Starting Psychiatric Medication

If you are considering medication treatment or have just begun to take a prescribed medication, the way you approach your treatment can have a big effect on how successful it is for you. Here are some important considerations to promote a successful medication treatment.

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Treating any medical condition with medication is a process that requires your active involvement and an ongoing commitment.

When taking psychiatric medications, it is best to think of treatment as a long-term investment rather than a cure or a quick fix. Medical treatment can alleviate the severity of your symptoms and can help you manage your condition, but medications are not a complete solution. In conjunction with medication management, some form of ongoing psychological treatment in addition to medication education and management is usually necessary to make sure that symptoms remain in check.

Don’t Stop Just When You’re Getting Ahead

You may be tempted to stop taking your medication once your symptoms get better and your treatment is successful. Do you know how you are always told to finish taking all of your antibiotics even after you start feeling OK again? Staying the course is especially important when taking psychiatric medications.

If you stop your treatment prematurely, or if you have an ongoing mental health problem such as bipolar disorder or schizophrenia, your symptoms will typically return once you stop taking your medication. Always consult your mental health provider or pharmacist before making any adjustments to your medication, even if you are feeling better.

Follow-Up Appointments

Once you have started taking medications, your treatment provider will plan follow up appointments with you at regular intervals to make sure that your treatment is working and that you are not experiencing any unexpected side effects.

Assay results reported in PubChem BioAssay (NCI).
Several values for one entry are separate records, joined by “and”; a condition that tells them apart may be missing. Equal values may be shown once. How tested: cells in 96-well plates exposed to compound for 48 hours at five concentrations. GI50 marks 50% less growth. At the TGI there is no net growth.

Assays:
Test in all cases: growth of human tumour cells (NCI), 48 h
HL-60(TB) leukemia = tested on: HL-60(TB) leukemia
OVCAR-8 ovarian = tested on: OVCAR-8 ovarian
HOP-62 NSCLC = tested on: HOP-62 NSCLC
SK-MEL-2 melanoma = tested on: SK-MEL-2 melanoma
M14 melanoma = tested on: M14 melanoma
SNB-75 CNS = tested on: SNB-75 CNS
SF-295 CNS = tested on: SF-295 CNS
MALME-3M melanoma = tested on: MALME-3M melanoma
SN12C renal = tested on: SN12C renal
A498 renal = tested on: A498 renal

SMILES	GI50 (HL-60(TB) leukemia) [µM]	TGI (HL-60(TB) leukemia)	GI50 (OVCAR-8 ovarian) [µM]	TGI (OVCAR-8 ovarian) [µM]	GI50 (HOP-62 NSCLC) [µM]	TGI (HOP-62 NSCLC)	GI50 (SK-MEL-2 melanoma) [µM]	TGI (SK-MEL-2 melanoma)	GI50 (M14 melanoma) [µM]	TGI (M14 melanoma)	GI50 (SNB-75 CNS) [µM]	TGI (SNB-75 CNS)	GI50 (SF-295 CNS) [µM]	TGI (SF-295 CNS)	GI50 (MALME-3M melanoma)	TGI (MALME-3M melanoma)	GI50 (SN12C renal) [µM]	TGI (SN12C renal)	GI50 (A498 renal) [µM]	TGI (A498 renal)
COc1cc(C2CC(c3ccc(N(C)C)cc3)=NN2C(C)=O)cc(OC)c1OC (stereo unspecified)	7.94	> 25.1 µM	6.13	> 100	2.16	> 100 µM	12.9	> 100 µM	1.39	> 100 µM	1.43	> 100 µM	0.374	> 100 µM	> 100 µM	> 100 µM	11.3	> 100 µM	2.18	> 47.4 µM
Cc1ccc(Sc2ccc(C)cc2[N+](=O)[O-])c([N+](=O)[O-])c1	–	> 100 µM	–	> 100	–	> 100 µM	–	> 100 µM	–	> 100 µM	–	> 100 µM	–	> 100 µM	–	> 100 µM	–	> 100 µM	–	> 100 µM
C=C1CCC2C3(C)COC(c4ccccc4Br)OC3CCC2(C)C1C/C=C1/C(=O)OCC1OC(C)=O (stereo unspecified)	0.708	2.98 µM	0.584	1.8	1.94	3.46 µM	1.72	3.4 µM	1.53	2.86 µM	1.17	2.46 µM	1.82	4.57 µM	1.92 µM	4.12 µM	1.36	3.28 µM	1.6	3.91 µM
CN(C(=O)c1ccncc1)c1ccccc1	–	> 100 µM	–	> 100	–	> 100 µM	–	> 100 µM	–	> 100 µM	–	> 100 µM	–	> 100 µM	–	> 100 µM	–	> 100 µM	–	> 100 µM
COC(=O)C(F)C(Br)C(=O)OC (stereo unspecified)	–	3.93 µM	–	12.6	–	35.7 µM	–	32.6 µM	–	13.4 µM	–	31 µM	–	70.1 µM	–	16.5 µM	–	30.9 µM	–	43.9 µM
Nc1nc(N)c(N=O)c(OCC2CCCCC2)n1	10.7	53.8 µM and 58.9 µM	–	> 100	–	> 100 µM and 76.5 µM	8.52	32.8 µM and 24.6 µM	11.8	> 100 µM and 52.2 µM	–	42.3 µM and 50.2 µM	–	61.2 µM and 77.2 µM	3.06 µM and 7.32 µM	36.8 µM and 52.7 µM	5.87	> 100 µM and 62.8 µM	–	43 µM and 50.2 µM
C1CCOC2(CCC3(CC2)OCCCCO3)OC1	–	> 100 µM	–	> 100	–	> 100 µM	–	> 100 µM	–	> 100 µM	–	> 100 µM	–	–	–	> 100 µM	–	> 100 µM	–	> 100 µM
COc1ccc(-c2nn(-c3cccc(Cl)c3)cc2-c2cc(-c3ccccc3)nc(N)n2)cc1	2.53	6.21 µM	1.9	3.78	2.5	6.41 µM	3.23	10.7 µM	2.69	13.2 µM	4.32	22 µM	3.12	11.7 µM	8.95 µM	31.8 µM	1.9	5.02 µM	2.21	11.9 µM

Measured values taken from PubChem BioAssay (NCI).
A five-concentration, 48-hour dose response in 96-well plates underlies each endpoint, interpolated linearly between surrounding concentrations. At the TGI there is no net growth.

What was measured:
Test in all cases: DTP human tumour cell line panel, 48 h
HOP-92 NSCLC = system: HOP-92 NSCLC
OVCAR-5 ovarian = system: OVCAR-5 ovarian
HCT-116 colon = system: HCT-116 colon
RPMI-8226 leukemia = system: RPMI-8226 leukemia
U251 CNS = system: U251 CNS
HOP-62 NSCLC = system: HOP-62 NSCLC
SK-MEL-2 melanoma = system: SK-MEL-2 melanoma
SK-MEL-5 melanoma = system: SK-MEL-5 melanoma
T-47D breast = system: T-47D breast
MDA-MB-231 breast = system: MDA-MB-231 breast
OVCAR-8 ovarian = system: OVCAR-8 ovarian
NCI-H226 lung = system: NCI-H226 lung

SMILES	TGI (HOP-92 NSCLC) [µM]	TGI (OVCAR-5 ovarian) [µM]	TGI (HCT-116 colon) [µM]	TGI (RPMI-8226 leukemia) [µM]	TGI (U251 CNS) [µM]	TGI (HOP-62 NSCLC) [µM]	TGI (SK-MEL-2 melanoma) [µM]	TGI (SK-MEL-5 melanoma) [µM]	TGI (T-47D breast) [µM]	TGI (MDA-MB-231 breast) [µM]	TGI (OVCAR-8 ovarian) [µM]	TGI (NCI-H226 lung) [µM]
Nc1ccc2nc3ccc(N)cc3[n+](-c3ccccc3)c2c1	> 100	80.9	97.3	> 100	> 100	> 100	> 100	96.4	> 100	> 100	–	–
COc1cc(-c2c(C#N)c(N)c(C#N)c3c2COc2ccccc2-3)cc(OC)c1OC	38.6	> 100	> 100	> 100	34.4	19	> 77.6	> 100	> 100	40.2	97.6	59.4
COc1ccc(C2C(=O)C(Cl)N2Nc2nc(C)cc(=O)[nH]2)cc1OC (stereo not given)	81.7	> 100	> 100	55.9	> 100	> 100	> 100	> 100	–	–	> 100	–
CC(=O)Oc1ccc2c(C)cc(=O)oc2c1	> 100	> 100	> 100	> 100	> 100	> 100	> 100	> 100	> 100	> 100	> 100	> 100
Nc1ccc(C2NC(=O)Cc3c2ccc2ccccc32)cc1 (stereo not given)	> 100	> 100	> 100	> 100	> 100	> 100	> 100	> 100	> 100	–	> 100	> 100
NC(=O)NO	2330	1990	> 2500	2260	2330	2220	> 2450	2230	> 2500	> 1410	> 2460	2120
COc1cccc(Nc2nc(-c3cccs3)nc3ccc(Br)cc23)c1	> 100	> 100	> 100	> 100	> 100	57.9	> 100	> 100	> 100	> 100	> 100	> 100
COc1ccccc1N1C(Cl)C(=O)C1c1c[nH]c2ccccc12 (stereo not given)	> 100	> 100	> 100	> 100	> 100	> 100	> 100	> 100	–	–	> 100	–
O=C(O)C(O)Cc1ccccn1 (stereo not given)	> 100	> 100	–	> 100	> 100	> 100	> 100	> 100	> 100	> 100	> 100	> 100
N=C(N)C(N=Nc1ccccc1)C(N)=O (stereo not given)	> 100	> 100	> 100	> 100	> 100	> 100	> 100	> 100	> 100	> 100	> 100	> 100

It is especially important when you first begin treatment to keep your follow up appointments so that you and your care provider can monitor your response to treatment, track your progress, and make adjustments as necessary. As your symptoms come into control, the frequency of appointments for medication monitoring will typically decrease.

Staying on Track

The brain and nervous system recovers slowly during treatment. When starting medication, you may feel frustrated if you do not begin to feel better right away. It takes time and patience before you start experiencing the full benefits of treatment.

How Medications Work

Psychiatric medications work by influencing chemical processes in your brain. Depending on which medication you have been prescribed and the reasons you are taking them, the rate of recovery can be highly variable. Some medications have fast-acting effects and start improving symptoms almost immediately. However, most medications take weeks or even months before they achieve their full beneficial result. Your psychiatrist, nurse, or pharmacist can help you set realistic expectations about how long it might take for you to start experiencing benefits from your medication.

If you cannot tell if your medications have made a difference, it can be helpful to ask the people around you for their observations. Sometimes, your friends and family may notice improvements long before you do. Not all symptoms respond at the same time to medical treatment. It is quite common to notice improvements in your sleep well before you experience improvement in your mood.

Making Mid-course Adjustments

Prescribing and managing psychiatric medication is sometimes not as straightforward as you or your medication provider would like. It is often necessary to make adjustments to treatment over time. For various reasons, medications that were effective at the start of treatment sometimes become less effective over time. Your provider may recommend you try a different dose, try a new medication, or you include non-medical interventions in your treatment plan.

No two people respond to medication in exactly the same way. A medication can be very effective for one person and not at all as effective for another. It may take time for you and your provider to find the medication (or combination of medications) and dosage that works best for you.

If you experience a side effect from your medication, your care provider may suggest dosage or medication changes to reduce the likelihood of the side effect. Don’t adjust your medications on your own. Always evaluate the effectiveness of your medications, any side effects, and the dosages of your medications in consultation with your treatment provider.